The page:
Bayliss, Thomas & Co. were established in 1874 and were well-known makers of bicycles and tricycles at the Excelsior Works in Lower Ford Street, Coventry. Excelsior was only one of several trademarks used by the company but, by the time the Autobyk was launched, the name of the company had become "The Excelsior Motor Co. Ltd. (Proprietors of Bayliss, Thomas & Co.)" and the factory was at Kings Road, Tyseley, Birmingham 11.

1939 Excelsior Universal
Excelsior Universal

Excelsior introduced the Universal model in 1937. Designed to offer basic transport, the little machine initially used a 122cc Villiers engine housed in an open frame with blade girder forks. The model continued in this form until 1939 when it was joined by a 98cc version.

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1946 Excelsior 125cc 1946 Excelsior 125cc This Excelsior was originaly registered in 1946. This model was very popular although few have survived. It has a 125cc Villiers engine.
1947 Excelsior Autobyk 1948 Excesior Auto-Byk, Villiers 98cc Junior Deluxe  
1948 Excesior Auto-Byk, 98cc Junior Deluxe 1948 Excesior Auto-Byk, Villiers 98cc Junior Deluxe  
1950 Excelsior Talisman 1950 Excelsior Tallisman 244cc.
1951 Excelsior Tallisman Excelsior Tallisman 250cc twin. This is a rare plunger model.
1953 Excelsior Talisman 1953 Excelsior Tallisman  
1957 Excelsior 98cc Excelsior 98cc 1954  
Excelsior 125 Universal Excelsior 125 Universal  
1934 Excelsior 246cc Road Racer 1934 Excelsior 246cc Road Racer  
Excelsior Manxman - 1935 Excelsior Manxman
  • Engine - 249cc, single-cylinder overhead-cam four-stroke
  • Launched - 1934-1939
  • Gearbox - three-speed close-ratio
  • Cylinder Head - two-valve aluminium-bronze
  • Compression Ratio - 6.5:1
  • Weight - 280lb
1936 Excelsior GB Manxman, 250cc 1936 Excelsior GB Manxman, 250cc  
Excelsior Welbike Excelsior Welbike
  • Engine - 98cc, two stroke, petrol lubricated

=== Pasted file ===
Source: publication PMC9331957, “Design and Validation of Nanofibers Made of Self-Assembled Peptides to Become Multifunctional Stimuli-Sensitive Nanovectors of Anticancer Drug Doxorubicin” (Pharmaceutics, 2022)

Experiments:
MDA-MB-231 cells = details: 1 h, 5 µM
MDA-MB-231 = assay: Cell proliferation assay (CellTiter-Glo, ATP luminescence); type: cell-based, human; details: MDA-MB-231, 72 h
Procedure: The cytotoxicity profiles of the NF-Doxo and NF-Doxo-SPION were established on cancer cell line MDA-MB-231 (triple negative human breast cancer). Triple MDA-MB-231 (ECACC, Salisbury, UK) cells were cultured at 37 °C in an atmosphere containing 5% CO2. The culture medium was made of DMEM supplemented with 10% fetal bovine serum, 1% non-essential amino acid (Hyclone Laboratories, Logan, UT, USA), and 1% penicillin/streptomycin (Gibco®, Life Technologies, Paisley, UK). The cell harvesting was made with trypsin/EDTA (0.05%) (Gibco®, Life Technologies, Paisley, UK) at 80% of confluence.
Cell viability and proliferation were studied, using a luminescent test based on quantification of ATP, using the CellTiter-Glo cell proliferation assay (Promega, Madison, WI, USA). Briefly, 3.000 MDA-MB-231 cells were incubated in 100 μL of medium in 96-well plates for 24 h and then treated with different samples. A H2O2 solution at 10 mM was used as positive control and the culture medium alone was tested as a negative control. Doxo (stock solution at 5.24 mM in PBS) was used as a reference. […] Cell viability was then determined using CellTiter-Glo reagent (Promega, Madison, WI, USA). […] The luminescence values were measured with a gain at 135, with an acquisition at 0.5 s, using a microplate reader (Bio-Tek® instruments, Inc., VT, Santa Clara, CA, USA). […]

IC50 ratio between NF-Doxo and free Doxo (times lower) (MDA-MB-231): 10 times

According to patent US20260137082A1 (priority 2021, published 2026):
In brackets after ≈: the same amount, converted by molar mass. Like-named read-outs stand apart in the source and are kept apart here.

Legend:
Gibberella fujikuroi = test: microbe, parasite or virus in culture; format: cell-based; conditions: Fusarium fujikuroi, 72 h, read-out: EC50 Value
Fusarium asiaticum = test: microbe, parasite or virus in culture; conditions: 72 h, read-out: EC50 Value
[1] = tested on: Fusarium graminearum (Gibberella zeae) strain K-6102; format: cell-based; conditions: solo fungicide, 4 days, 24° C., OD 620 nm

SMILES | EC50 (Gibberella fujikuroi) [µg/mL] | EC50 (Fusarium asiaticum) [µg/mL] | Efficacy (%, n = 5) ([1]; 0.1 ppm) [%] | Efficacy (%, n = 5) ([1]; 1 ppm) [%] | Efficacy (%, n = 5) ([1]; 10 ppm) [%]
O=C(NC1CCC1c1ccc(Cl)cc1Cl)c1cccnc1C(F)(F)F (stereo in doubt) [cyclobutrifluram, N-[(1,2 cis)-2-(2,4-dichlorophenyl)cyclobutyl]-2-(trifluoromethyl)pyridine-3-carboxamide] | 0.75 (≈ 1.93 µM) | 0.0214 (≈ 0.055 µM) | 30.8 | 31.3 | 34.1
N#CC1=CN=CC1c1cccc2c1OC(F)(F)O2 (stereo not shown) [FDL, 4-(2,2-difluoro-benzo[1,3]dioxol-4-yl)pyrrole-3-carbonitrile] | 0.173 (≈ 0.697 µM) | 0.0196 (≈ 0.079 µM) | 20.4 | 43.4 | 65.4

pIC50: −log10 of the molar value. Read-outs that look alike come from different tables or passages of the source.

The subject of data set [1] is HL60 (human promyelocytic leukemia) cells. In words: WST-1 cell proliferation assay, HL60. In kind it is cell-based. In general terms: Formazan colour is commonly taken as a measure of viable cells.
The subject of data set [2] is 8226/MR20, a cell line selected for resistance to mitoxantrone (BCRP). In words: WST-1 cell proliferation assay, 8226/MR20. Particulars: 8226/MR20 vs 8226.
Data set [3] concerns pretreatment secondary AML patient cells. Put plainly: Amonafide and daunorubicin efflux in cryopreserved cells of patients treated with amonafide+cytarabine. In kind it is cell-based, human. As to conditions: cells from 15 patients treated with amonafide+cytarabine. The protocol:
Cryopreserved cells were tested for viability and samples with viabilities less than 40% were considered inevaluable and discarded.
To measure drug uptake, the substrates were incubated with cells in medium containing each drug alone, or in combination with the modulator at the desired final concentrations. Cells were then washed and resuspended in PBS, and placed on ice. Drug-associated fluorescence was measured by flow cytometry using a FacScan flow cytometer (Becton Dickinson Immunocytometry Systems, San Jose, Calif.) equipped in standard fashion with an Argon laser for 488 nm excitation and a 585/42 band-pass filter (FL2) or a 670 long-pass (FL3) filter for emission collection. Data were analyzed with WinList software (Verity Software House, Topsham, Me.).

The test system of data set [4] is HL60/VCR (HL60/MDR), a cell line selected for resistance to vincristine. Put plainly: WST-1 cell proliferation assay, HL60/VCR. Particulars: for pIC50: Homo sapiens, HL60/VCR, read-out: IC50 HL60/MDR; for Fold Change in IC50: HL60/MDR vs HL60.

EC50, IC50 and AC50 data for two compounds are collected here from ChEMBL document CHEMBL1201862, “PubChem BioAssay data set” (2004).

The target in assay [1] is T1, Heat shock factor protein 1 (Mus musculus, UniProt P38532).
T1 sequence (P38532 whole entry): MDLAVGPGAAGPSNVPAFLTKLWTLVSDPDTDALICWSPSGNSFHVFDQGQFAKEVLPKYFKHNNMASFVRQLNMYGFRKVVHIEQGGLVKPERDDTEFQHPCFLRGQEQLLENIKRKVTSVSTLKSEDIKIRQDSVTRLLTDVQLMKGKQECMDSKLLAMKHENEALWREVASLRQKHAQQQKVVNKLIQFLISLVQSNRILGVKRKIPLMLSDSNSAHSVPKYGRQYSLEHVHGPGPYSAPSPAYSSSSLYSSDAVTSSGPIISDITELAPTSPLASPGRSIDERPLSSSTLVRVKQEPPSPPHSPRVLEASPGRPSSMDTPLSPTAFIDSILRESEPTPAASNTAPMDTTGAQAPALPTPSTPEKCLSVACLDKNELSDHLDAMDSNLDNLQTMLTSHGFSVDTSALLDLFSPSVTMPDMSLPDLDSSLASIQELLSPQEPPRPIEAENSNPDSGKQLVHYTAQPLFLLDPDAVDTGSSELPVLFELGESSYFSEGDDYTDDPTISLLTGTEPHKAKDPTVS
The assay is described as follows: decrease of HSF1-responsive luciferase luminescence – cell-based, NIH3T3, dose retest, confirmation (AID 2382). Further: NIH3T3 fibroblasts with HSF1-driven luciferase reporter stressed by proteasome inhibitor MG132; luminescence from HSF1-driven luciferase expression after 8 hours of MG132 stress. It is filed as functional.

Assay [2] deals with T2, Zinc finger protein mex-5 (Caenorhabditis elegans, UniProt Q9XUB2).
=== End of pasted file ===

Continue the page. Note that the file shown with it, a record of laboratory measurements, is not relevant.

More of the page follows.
• Suspension - none
  • Launched - 1939
  • Gearbox - single speed
  • Wheels - 10 in, 20 psi front, 35 psi rear
  • Fuel Consumption - 45mpg

More Excelsior Welbike information.

1949 Excelsior Universal 1949 Excelsior Universal
  • Engine - 10D villiers 122cc engine
  • Gearbox - three speed gearbox with direct lighting
  • 1951 Excelsior 'Roadmaster', 197cc 1951 Excelsior 'Roadmaster', 197cc  
    1951 Excelsior Talisman Excelsior Talisman 250cc Talisman Twin TT1 Model.
    1954 Excelsior Consort 4F Excelsior Consort 4F  
    1955 Excelsior Autocycle 1955 Excelsior Autocycle

    With Excelsior 98ccSpryt Engine (same as the Brockhouse Corgi).

    By 1955, when this Excelsior was manufactured, the writing was already on the wall for autocycles. Those new-fangled ‘mo-peds’ had just hit the showrooms, and old-fashioned cyclemotors and autocycles were no longer wanted by a public that had been waiting so patiently since the end of the war to buy new vehicles with modern designs. Excelsior ceased production of its renowned autocycle the following year, so this is one of the last of its breed. As you can see below, it sports Excelsior’s own engine, the Spryt, which was also fitted to the Brockhouse Corgi motorcycle.

    1957 Excelsior Skutabyke 98cc
    Excelsior Skutabyke 98cc 1957 An Excelsior Skutabyke. Finished in green with some of the finish appearing to be original and other elements seemingly hand painted. The machine retains all of its original tin-ware together with the characteristic footboards, dual seat, and full lighting kit.
    1958 Excelsior 150 Courier 1958 Excelsior 150 Courier  
    1959 Excelsior Skutabyke, 98cc Excelsior Skutabyke Image provided by Rex Judd Motorcycles.
    1959 Excelsior Consort 1959 Excelsior Consort Image provided by Rex Judd Motorcycles.
    1959 Excelsior 1959 Excelsior 150cc.
    1959 Excelsior Consort
    Excelsior Consort

    In keeping with its simple design philosophy, the Consort did not adopt telescopic forks until 1960. This Excelsior lightweight is finished in green with some of the paintwork appearing to be original (notably the fuel tank) and some hand finished but servicable. A circular toolbox is fitted and the machine appears to be complete except for a missing speedometer drive.

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    1960 Excelsior Consort
    1960 Excelsior Consort An example of the basic, lightweight Excelsior, hand painted in red and cream and in complete condition with a toolbox mounted on the right-hand side and fitted with a rear carrier.
    Excelsior Consort 98cc 1959
    Excelsior Consort 98cc 1959  
    1962 Excelsior Consort 1962 Excelsior Consort 98cc.
    1963 Excelsior U14 1963 Excelsior U14 150cc.